As the caucuses and primaries in various states get underway for this year’s election season, the American people are once again reminded — as they are every election year — of the differences between Republicans and Democrats. Perhaps the most fundamental difference between the two parties lies in what they believe the role of government should be. The conventional Beltway wisdom states that the GOP generally wants to reduce the presence of government while the Democrats typically prefer the government to have a larger role.

In America, debates about government often revolve around the idea that smaller “government” is inherently good because it increases the freedom of citizens, immediately putting Democrats on the defensive with the burden of justifying any expansion of government — ostensibly because “big government,” by definition, deprives citizens of necessary freedoms. The framework of these debates is unsurprising because America was founded on, among other beliefs, skepticism of government control. Therefore, trying to expand government is usually a losing battle.

But the aforementioned debate presents American citizens with a false choice — less government and more freedom, or more government and less freedom. Rarely do Democrats make the case that a larger government can actually liberate citizens. For example, more stringent environmental regulation from the Environmental Protection Agency can lead to cleaner air and water for everyone. If the kids want to go outside and play in the nearby river, parents can worry less about whether the air and water is being contaminated by the disposal of factory waste upstream and more about spending quality time with family. Likewise, raising food inspection standards allows people to buy whatever they want at the supermarket without having to worry about health hazards every time they purchase meat. I would argue that expansion of government in these two areas helps freedom flourish because Americans are freed from unnecessary burdens.

Of course, arguments can be made about how these regulations affect a corporation that might own the upstream factory. The common conservative perception of regulations is that they are, unequivocally, shackles on economic production. Republicans trumpet this line almost as reliably as Lucy pulls the football away from Charlie Brown. However, data from the recent past says otherwise. According to a Harvard economics study as reported in The Guardian in Nov. 2011, the Clean Air Act of 1970 was directly responsible for a 1.5% increase in the U.S.’s 2010 gross domestic product. The article goes on to say that the GDP increase is likely because healthier children grow to be more productive as adult workers — makes too much sense, right?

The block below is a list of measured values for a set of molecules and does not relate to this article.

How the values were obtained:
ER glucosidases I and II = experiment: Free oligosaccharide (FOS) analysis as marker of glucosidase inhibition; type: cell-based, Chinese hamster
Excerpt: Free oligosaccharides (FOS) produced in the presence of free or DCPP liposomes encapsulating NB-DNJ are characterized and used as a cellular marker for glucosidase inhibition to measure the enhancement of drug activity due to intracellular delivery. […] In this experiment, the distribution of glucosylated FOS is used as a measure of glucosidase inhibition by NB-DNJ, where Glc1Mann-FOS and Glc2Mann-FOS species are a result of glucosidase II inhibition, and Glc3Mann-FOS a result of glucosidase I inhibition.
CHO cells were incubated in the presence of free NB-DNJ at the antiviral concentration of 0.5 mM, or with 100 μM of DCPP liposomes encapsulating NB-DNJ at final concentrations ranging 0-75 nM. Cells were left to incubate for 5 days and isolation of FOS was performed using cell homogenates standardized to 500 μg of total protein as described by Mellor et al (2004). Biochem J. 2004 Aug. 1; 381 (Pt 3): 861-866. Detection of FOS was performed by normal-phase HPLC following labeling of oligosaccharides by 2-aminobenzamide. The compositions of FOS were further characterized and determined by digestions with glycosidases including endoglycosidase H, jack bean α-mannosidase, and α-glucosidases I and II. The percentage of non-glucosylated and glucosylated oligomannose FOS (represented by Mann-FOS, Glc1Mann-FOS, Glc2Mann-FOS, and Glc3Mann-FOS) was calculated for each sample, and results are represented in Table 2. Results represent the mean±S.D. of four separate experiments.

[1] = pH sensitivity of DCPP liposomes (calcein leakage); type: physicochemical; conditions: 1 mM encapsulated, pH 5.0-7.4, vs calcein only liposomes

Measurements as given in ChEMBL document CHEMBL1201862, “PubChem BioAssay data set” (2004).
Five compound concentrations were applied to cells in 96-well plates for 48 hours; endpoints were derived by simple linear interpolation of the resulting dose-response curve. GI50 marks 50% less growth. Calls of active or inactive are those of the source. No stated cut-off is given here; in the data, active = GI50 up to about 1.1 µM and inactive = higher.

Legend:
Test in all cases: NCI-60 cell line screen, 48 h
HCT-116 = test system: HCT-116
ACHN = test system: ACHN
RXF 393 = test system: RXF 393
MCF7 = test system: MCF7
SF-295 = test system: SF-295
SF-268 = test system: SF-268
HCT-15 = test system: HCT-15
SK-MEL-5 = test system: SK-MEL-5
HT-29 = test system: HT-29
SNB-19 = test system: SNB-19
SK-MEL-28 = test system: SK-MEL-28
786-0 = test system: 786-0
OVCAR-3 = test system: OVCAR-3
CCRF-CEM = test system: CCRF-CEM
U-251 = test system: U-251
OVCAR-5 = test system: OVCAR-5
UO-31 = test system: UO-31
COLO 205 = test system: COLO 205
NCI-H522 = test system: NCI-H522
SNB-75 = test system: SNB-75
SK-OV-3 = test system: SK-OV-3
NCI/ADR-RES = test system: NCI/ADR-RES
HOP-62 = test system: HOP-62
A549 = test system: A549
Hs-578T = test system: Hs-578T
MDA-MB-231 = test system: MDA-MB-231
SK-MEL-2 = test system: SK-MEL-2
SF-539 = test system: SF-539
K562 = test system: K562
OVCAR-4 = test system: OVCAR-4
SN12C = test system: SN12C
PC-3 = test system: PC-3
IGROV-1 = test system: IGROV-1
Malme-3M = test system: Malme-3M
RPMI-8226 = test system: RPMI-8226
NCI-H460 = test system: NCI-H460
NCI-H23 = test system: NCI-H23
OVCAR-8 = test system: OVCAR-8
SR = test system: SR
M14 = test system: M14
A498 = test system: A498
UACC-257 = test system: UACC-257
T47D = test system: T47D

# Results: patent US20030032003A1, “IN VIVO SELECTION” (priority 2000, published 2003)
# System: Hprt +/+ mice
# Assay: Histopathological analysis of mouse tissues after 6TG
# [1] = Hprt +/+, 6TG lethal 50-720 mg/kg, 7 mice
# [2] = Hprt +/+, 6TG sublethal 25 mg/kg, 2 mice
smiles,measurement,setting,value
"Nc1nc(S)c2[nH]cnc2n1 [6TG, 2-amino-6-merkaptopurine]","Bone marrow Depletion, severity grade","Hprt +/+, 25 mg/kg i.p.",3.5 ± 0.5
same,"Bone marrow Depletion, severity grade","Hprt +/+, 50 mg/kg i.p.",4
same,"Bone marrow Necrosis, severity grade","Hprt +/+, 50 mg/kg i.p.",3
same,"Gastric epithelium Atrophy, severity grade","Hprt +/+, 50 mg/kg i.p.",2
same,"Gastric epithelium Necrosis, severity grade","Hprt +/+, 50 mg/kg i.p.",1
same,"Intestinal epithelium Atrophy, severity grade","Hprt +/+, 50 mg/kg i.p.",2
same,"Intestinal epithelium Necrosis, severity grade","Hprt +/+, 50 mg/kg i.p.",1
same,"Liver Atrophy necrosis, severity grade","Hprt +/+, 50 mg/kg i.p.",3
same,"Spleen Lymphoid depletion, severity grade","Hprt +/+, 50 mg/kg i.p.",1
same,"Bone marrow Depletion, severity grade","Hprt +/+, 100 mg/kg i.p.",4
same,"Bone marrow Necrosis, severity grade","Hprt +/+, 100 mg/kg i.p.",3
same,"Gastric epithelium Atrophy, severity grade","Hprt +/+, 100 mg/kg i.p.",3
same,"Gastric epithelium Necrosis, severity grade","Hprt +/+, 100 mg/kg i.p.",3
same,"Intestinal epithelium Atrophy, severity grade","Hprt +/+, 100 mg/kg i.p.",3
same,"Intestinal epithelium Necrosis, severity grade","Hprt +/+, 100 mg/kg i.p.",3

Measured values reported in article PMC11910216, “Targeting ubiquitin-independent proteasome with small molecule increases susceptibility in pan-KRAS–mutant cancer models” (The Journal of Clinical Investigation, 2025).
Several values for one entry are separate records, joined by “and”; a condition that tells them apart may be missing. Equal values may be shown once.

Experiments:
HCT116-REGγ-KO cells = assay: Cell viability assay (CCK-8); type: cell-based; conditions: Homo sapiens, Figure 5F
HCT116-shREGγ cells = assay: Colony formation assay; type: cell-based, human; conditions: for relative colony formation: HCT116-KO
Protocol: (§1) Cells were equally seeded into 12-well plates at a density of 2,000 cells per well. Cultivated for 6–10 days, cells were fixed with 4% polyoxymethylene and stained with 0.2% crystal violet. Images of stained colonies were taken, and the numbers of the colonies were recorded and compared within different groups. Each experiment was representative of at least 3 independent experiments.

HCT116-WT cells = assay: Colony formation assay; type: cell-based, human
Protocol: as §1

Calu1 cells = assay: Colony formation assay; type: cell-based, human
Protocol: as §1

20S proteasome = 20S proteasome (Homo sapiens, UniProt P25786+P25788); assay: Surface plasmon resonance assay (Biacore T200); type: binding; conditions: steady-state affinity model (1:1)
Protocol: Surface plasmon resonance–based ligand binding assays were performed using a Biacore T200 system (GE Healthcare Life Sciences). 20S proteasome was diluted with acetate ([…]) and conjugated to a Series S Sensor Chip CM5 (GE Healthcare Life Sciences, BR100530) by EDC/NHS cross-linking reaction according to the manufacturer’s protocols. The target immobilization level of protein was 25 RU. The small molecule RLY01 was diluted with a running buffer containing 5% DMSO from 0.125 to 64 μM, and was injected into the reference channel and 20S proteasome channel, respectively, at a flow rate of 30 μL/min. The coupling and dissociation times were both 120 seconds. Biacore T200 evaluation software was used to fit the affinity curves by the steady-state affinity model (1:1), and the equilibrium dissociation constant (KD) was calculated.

But even if the GOP has its own data to implicate environmental regulations as economic hindrances, what’s undeniable is that large corporations have been earning record profits in recent history — even in President Barack Obama’s “socialist” America — according to the operating earnings of S&P 500 companies (Interesting Note: Record profits are not translating much to increased hiring … remind me how supply-side economics works again?). Furthermore, helping out cash-laden corporations at the expense of struggling common folk doesn’t convey a very populist message, a message that Republicans have been claiming to represent forever.

Can regulations be good for the general public, as well as the economy and corporations? This question is definitely a tough realization for conservatives to swallow, and the facts apply to other situations too. Armed with the knowledge that healthier people are more productive, universal healthcare — a monstrous enlargement of government — seems like a good idea, economically and otherwise. Perhaps people can live more freely when they don’t have to worry about an injury or disease bankrupting their family with medical bills. On Wall Street, government regulations and oversight — like the new Consumer Financial Protection Bureau — enable average people to live with a certain peace of mind because they are protected from abusive and fraudulent bank practices.

No one in either party wants a tyrannical government that runs roughshod over its citizens. But how much better off are everyday people if banks and corporations are the ones doing the trampling? One of government’s basic jobs is to protect citizens from threats of all varieties. Preventing the government from doing this job exposes citizens to free market cruelties that are not in the interest of the general public. For example, predatory lending by banks or insurance companies that drop customers once they need expensive treatment. An effective government is clearly vital to freedom. If “effective” necessitates “larger,” so be it.

Dar-Wei Chen can be reached at chendw@umich.edu. Follow him on Twitter at @DWChen_MDaily.

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